Is there an affinity between our drive for knowledge and expertise and the feeling of let-down, even of guilt, when, despite one's best compassionate efforts, someone we have cared for dies? Is there something within the human psyche which desires to be divine and is sometimes cripplingly disappointed when it finds that it isn't? The early Fathers of the Church were sure that human beings were 'creatures of God and bidden themselves to be God' but this century has borne witness to some of the worst depravities that humans can visit upon each other: atrocities committed by people who have usurped God's unique right to be God.
As health professionals and clerics, we recognise in ourselves many conflicting emotions when faced with the reality of death, especially of someone for whom we have cared and, even for religious people, it can be difficult to generate and recognise a sense of the presence of the being called God. In that situation the absolute can appear very finite and fragile, especially when our faith also seems to be offering an end to suffering and pointing to a new and better life.
There is a two-fold danger here. First, that we separate our professional lives, where it seems God cannot possibly reside in the midst of suffering, from our private lives where God can seem much nearer and manageable. Secondly, having learned to compartmentalise God, it is all too easy to lose or forget him altogether. The one often follows the other because of a lack of authenticity in the place where we most urgently want to be 'gods'.
We need to be able to move from being sincere to being authentic in our encounter with suffering. We seek a language and context for holding in equilibrium the disparate parts of our life, the gentle and the awkward, the clear and the obscure, the familiar and the frightening: a balance which will enable us to give life to those to whom we relate both professionally and privately.
We know from our experience of intimacy with those whom we love that there is never a time when they are not part of us, present or not; life has been transformed irrevocably by that person. The struggle for intimacy involves difficult and painful self-disclosing conversation where human language can seem quite inadequate. The deepening of that intimacy does not occur while we are waiting for things to get better - there is only the lived reality of love here and now.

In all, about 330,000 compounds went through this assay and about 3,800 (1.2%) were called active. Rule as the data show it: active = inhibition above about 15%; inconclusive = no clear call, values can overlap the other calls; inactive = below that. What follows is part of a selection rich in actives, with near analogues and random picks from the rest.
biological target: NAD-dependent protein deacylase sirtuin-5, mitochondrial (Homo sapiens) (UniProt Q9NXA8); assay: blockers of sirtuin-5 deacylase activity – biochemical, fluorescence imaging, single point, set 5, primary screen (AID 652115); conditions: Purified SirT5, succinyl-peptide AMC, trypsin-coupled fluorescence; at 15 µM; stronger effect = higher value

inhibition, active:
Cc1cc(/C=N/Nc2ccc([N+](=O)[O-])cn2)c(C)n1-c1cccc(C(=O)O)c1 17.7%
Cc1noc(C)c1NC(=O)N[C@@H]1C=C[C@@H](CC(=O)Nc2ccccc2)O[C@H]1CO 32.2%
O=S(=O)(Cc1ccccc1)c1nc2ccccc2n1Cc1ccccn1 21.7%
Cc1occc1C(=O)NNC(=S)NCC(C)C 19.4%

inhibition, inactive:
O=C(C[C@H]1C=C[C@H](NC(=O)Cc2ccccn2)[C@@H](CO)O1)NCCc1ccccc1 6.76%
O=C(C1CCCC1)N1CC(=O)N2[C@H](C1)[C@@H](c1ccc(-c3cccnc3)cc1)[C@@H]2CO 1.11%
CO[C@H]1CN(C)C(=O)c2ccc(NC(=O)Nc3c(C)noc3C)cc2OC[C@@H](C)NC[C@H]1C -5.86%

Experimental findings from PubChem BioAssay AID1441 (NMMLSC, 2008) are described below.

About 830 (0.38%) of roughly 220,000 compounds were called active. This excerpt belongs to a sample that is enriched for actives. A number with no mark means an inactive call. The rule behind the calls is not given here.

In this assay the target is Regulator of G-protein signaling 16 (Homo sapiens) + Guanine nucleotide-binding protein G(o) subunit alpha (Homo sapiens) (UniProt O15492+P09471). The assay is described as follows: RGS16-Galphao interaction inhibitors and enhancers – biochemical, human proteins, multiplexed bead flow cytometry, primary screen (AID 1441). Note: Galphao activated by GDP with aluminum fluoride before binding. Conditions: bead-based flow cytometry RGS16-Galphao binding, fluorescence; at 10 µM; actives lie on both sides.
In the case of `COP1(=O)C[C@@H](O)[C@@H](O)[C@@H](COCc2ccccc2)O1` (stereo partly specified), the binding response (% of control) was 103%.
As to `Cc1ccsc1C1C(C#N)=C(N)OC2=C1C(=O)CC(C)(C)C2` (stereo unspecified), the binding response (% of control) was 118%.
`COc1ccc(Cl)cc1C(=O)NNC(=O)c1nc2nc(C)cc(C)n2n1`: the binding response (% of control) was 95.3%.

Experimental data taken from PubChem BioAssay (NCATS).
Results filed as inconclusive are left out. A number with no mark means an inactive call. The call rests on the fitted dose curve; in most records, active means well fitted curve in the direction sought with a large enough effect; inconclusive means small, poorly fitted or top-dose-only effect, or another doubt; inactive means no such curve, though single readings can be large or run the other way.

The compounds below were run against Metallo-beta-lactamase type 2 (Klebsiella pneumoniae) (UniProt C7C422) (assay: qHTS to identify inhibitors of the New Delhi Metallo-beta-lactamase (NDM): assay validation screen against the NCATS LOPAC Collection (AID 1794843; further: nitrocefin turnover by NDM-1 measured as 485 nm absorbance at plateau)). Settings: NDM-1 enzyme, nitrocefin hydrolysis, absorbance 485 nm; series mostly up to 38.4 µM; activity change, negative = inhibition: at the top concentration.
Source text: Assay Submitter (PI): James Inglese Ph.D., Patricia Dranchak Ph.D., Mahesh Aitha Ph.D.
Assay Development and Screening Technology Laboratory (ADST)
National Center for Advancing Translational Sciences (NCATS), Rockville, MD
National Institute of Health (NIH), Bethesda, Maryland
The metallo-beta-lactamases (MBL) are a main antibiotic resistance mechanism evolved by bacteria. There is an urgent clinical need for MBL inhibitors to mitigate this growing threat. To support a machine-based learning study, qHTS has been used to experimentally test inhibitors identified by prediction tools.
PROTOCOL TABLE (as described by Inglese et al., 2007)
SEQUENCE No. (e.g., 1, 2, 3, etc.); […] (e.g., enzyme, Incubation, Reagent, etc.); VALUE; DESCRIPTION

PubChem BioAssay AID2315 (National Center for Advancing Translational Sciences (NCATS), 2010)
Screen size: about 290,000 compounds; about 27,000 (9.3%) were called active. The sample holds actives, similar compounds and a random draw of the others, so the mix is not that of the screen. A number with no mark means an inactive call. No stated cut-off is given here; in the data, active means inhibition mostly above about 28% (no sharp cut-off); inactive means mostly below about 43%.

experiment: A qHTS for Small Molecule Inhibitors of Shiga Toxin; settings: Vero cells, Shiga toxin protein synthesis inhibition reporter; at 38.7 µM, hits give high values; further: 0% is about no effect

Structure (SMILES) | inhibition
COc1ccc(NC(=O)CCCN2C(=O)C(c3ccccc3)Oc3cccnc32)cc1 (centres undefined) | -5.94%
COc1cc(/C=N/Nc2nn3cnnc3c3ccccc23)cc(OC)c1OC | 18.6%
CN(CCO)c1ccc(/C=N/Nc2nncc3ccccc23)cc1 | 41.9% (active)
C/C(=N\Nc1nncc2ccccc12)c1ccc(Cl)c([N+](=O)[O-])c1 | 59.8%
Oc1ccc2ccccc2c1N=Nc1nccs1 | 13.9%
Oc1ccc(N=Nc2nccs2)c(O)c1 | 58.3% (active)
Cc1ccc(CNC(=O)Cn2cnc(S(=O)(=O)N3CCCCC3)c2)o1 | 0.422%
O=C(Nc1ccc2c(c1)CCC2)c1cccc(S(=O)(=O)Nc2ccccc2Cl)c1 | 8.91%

Similarly, people of faith need to believe that their lives are changed for ever by the intimate presence of God and that there is no part of their lives from which God is absent. Nor is there a better tomorrow when there will be no suffering, without being prepared to engage with that suffering now and to name it in all its grimness. God is not to be found when things get better. Gandhi named that deception when he said 'If you don't find God in the next person you meet, it is a waste of time looking for him further'.
Elie Wiesel, survivor of the holocaust, says 'What happens to us touches God. What happens to Him concerns us. We suffer for the same reasons . . . Does the idea that God also suffers - that He suffers with us and therefore on our account - help us to bear our grief, or does it simply augment its weight? . . . He alone has discretion in the thousands of ways of joining his suffering to ours . . .' and elsewhere 'We know that God suffers because he tells us so'.
Can we cope with the notion of God suffering? It does not rest easily in western culture yet is very much at the heart of the scriptural tradition of the people of the book. The Hebrew psalmists' experience of God leads them to expect of God full, active participation in human concerns, if human beings are to work hand in hand with the God upon whom they are totally dependent.
As a Christian, I believe that God has told us most poignantly that he shares suffering with us to the full, in the life and death of Jesus. Why did he do it? Because he had to, because love does such things. But within this image of Jesus giving generously of his love there is also a bitter irony which more than hints at the waste-fulness of it all: an irony and waste which is familiar to all who accompany others through the darkness of undeserved suffering and it simply heightens our sense of inadequacy, even of complicity. Yet we still do it. Why? Because we have to, because love does such things.
There is a story from the life of the prophet Mohammed. When one of his companions was groaning in agony, some of the others rebuked him. Mohammed interjected, saying 'Let him groan, for groaning also is one of the names of God'